The second thing you need to do is force your application to target the AIR 2.5 runtime. Because you may be targeting AIR 2.6 for other platforms you do not want to change it directly in the -app.xml file. To get around this the PlayBook has an option to force the air version to a specific value when packaging your application. To set this you can use the following command on the command line -forceAirVersion 2.5. Or if you are using Flash Builder you can go to Project > Properties > ActionScript Build Packaging > BlackBerry Tablet OS > Advanced and place the command in the extra packaging options field.

With these 2 workarounds you should be able to now target AIR 2.6 for iOS and Android and 2.5 for the PlayBook. I hope that helps solve some of the confusion people are having

Continue reading » · Rating: · Written on: 04-22-11 · 6 Comments »

Installing PlayBook Tablet OS AIR SDK 1.0.1

With the release of the PlayBook Tablet OS AIR SDK 1.0.1 we have improved the installation process greatly. With previous beta releases we realize, and heard clearly from the community, that it was difficult to get everything set up just right as there were a lot of steps and different options. We have done a great job at removing as many of the steps from the process as possible.

First, the SDK and the Simulator are 1 download and there is no longer 2 separate installers. When installing the SDK into Flash Builder it now supports 3 different versions, Flash Builder 4.0.1, Flash Builder “Burrito” Preview, which is available on Adobe Labs, and later pre-release versions of Flash Builder 4.5, which are available to Adobe pre-release members. This should save you from having multiple installs of Flash Builder on your machine. Also, the installer will now accept an AIR SDK which is 2.5 or higher. This means that you can use the AIR 2.6 SDK and any other future releases. The catch with this is that the Simulator and actual hardware only support the AIR 2.5 runtime and if your application targets anything higher it will crash.

Once you have the SDK installed you are ready to get the Simulator set up. Instead of installing an .iso for the Simulator we now ship an actual VMWare image, which you can simply open in VMWare. This image has the Simulator already set up with a default password, “playbook”, and already has Development Mode turned on by default. This removes a lot of the steps in previous beta releases to get the iso installed with the right settings. Also, the EULA has been removed and you no longer have to scroll through it entirely to accept it.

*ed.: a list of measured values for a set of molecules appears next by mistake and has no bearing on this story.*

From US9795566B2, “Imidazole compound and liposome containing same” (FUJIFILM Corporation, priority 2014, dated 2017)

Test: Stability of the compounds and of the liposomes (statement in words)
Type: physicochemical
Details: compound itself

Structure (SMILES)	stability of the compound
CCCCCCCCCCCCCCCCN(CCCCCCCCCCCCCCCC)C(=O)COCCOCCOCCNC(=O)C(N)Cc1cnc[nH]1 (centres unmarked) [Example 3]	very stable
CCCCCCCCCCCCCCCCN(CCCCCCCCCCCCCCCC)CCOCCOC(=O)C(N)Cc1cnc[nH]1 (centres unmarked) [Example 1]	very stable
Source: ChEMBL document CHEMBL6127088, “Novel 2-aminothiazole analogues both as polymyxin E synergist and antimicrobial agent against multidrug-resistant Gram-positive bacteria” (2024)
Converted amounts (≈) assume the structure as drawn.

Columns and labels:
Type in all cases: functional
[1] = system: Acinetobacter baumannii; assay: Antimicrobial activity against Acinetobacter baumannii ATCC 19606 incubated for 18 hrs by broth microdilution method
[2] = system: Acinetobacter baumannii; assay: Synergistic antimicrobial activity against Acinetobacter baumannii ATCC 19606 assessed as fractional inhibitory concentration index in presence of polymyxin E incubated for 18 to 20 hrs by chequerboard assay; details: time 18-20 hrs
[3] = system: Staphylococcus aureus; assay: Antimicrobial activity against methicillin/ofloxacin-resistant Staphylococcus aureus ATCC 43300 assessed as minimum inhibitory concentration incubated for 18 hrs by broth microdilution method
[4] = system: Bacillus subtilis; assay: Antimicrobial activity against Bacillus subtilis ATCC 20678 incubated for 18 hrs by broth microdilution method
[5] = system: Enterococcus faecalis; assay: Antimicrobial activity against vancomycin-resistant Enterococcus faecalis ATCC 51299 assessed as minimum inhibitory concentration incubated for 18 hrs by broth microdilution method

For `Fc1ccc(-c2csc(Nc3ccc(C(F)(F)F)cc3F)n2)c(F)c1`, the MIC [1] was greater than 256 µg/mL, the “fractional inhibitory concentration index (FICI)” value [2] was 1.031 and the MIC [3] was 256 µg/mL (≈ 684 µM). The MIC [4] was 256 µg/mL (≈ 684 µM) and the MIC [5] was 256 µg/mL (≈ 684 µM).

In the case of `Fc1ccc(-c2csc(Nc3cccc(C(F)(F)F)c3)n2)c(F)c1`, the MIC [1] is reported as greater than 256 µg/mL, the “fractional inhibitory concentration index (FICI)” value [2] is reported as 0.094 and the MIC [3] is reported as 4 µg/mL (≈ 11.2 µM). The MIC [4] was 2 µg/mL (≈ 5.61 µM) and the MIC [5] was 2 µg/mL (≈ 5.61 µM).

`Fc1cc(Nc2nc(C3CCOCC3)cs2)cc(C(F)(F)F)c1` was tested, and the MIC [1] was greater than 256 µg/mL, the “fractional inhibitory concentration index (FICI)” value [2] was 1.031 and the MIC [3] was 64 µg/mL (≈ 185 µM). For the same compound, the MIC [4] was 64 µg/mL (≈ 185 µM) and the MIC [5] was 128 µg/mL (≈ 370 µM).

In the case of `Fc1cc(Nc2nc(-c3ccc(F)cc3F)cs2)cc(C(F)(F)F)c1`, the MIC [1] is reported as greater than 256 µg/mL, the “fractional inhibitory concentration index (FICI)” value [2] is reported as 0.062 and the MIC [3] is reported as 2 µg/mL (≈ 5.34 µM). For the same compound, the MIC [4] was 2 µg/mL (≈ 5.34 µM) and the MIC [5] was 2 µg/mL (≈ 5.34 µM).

With these changes we have greatly reduced the number of clicks and documentation reading required to get developers up and running. We still have other things we want to improve and will be working on for upcoming releases. I can honestly say that these changes are a direct result of community feedback. Hopefully this is the first step into showing the community that we are truly listening to your feedback and want to make the process for developing application for the PlayBook, no matter which runtime on the device you are targeting, the best development experience out there.

Here is a video of the entire installation process.

BlackBerry Tablet OS AIR SDK 1.0.1 Installation from Julian Dolce on Vimeo.

Continue reading » · Rating: · Written on: 04-18-11 · 7 Comments »

Developing AIR Applications for PlayBook Adobe MAX session

If you didn’t get a chance to go to Adobe MAX in person this year you missed out on a great conference. I had only been to one previous to this year, but from what everyone was saying it was one of the best MAX conferences. The biggest announcements came from other companies working with Adobe who are bring the AIR runtime to other platforms. Last years big announcements where focused on AIR on mobile device platforms, and this year they have moved to the TV. As an AIR developer you have to be excited on how many different screens you can easily put your content on.

The newest platform to adopt the AIR runtime is the BlackBerry Tablet OS and the BlackBerry PlayBook. I have been working hard on the AIR SDK for this platform, which we released publicly at MAX. Mike Lazaridis, RIM co-CEO, gave the first live public demo of the PlayBook. Here is the video from the day one keynote showing the PlayBook.

I also had the pleasure of giving 2 session on developing AIR Applications for the BlackBerry Tablet OS. Both sessions where completely booked and I had great response from everybody. It was great to see and talk to so many people who are interested in getting started with the SDK. The recording of the session is live on the Adobe MAX website.



Continue reading » · Rating: · Written on: 11-09-10 · 1 Comment »